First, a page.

[William New, IP Watch, Link (CC-BY-SA)] Trade ministers negotiating the Trans-Pacific Partnership agreement have released the list of provisions they have suspended, including a range of articles related to intellectual property rights, such as patentable subject matter, test data protection, biologics, copyright terms of protection, and technological protection measures.
[Médecins Sans Frontières press release, Link] Ministers from the eleven countries* assessing the Trans-Pacific Partnership (TPP) trade deal have suspended many of the damaging provisions that would have restricted access to medicines and vaccines, a victory for millions of people who rely on affordable medicines worldwide.
In the agreement, now called the Comprehensive and Progressive Agreement for the Trans-Pacific Partnership (CPTPP), which still has to be finalized, several of the TPP’s damaging intellectual property measures have been suspended. As originally written, the TPP—the worst trade deal ever for access to affordable medicines—would have extended pharmaceutical company monopolies, kept drug prices high, and prevented people and medical treatment providers from accessing lifesaving medicines by blocking or delaying the availability of price-lowering generic drugs in many countries.
[Judith Blijden, Communia Association, Link (CC-0)] The last weekend of October in London, Mozilla organised Mozfest, its annual festival for the open internet movement. Mozilla wants to enable communities to contribute to making the internet a healthy place. The festival serves as a platform where civil society organisations, artists, journalists, copyright experts and other creators can come together to share and discuss the issues close to their hearts. At Mozfest, COMMUNIA organised two session on copyright issues. We wanted to explain the role it plays online, but also to reimagine copyright that could support, and not hinder, new forms of creativity.
Belinda Townsend, Deborah Gleeson, Hazel Moir, Joel Lexchin and Ruth Lopert in The Conversation, Link (CC-BY-SA)
Negotiators from 11 countries have been racing to resurrect the near-dead Trans-Pacific Partnership Agreement before the Asia-Pacific Economic Cooperation (APEC) summit this weekend.
The latest plan to get the controversial trade deal up and running again after the withdrawal of the United States involves freezing some of its controversial rules. These include rules for biologic drugs, an expensive class of medicines often used to treat conditions such as cancer and rheumatoid arthritis.
[Electronic Information for Libraries, Link (CC-BY)] An EIFL review of Malawi’s Copyright Act of 2016 has found that although the new law permits a range of library activities such as making copies for research and use of works in virtual learning environments, it places big limits on what libraries can do in practice, misses opportunities to enable digital activities, and restricts the making of accessible format copies.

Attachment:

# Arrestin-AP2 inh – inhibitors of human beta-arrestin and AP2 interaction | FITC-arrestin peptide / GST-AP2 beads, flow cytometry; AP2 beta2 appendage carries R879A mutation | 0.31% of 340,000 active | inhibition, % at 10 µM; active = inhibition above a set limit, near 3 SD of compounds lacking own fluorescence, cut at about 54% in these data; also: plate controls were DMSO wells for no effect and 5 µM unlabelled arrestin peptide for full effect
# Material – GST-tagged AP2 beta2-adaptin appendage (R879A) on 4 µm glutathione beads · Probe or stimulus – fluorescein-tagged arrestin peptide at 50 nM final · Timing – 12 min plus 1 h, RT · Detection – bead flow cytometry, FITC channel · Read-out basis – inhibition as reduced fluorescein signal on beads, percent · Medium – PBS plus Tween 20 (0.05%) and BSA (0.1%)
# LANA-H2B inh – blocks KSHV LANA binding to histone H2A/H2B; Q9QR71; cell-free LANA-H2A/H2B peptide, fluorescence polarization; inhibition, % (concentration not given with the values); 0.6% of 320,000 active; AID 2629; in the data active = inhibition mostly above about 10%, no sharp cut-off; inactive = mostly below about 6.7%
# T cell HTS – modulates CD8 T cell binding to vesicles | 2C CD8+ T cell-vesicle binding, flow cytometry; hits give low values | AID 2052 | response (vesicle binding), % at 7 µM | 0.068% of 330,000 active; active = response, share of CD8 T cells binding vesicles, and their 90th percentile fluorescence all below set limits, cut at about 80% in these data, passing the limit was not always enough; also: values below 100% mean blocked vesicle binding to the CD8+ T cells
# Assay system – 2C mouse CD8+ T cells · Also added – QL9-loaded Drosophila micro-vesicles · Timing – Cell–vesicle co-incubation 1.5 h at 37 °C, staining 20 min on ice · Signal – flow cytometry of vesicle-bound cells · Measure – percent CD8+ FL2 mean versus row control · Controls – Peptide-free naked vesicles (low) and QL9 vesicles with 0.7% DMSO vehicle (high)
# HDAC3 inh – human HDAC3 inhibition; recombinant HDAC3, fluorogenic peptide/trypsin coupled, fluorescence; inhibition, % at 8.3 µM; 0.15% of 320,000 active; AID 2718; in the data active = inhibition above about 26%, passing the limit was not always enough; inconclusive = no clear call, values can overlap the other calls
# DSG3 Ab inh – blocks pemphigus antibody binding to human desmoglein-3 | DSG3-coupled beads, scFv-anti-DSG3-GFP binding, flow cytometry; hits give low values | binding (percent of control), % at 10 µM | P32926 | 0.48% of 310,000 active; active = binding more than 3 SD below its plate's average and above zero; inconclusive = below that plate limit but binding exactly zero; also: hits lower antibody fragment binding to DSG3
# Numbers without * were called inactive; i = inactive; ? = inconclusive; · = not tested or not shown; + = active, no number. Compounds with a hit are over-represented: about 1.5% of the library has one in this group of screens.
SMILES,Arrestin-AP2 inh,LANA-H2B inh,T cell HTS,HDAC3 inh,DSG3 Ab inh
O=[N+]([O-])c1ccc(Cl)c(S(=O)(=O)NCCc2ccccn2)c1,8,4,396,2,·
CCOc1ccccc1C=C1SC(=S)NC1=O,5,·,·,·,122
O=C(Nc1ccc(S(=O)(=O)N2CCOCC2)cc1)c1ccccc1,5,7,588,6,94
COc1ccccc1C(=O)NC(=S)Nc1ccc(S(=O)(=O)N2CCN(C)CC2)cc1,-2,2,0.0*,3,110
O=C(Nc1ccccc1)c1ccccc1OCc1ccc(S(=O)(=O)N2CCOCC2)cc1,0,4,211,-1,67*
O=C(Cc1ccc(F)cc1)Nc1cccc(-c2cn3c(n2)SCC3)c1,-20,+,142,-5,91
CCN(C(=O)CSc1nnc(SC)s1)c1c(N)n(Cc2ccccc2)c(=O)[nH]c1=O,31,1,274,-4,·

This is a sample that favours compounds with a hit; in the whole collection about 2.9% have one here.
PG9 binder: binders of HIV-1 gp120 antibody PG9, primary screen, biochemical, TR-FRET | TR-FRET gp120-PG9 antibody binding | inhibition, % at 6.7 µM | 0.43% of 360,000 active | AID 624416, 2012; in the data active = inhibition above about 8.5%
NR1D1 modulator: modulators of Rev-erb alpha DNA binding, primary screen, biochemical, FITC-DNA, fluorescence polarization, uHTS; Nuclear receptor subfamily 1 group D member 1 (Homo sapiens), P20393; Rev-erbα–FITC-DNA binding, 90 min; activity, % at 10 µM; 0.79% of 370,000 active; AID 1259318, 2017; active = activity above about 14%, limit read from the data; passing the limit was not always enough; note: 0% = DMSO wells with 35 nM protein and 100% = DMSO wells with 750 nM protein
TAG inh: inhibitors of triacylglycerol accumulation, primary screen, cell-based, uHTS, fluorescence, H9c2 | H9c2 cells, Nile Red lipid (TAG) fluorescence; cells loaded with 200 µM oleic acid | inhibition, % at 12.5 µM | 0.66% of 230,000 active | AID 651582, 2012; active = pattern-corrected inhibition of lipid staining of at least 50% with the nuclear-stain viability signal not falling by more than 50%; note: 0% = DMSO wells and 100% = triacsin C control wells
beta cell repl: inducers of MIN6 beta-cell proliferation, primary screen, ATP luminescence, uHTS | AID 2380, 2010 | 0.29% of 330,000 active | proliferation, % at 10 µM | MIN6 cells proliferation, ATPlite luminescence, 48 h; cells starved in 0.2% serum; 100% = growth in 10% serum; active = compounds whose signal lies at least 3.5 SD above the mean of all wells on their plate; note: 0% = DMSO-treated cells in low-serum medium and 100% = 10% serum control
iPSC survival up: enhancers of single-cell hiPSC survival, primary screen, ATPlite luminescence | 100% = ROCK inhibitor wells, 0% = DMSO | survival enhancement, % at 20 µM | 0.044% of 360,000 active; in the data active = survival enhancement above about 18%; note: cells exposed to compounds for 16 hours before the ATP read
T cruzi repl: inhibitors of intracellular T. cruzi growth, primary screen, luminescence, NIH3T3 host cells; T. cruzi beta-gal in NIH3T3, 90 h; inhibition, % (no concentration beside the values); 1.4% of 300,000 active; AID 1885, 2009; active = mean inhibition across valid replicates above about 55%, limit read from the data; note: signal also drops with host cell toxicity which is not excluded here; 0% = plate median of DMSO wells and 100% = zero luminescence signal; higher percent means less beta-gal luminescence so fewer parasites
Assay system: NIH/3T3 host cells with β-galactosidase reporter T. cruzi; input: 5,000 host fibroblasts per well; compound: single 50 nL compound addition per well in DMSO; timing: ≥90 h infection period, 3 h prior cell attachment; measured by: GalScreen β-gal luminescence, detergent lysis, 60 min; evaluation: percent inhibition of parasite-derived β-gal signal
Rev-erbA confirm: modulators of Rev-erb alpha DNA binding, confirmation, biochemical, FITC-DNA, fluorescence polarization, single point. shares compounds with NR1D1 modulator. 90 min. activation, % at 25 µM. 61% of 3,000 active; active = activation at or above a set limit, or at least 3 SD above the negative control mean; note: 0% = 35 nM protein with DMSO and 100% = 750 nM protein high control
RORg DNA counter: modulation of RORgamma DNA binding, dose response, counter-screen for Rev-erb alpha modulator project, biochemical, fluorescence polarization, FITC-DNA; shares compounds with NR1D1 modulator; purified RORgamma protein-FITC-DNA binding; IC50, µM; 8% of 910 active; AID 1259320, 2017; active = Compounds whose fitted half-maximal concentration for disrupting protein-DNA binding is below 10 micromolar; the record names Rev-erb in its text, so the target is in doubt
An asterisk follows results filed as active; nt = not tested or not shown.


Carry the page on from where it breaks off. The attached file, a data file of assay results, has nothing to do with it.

The review assesses the Copyright Act from the library perspective.
It aims to raise awareness about the law, help librarians understand what the law means for library activities and services in Malawi, and highlight areas for future improvement.
France, Portugal and Spain have waded into the debate on the notorious Article 13 of the EU’s proposed Copyright Directive with a proposal that would oblige online content-sharing platforms to introduce mandatory automated filtering of uploads, as originally proposed by the Commission but recently questioned by a number of Member States.
[Inside U.S. Trade, Link] Industry groups are calling on the Office of the U.S. Trade Representative to elevate Colombia to its list of most egregious intellectual property violators, claiming that Bogota’s IP regime runs afoul of commitments it made in its trade agreement with the U.S. and violates World Trade Organization obligations. In USTR’s annual Special 301 report, released in April, Colombia was listed on what is known as the “watch list,” in addition to being one of three countries selected for an out-of-cycle review. …In that report, USTR knocked Colombia for not delivering on IP commitments outlined in the U.S.-Colombia Trade Promotion Agreement and said it would monitor the implementation of the country’s National Development Plan (NDP) for policies that could “undermine innovation and IP systems.” The agency also cited online piracy, copyright enforcement and regulatory approvals for pharmaceutical products as areas to watch in 2017.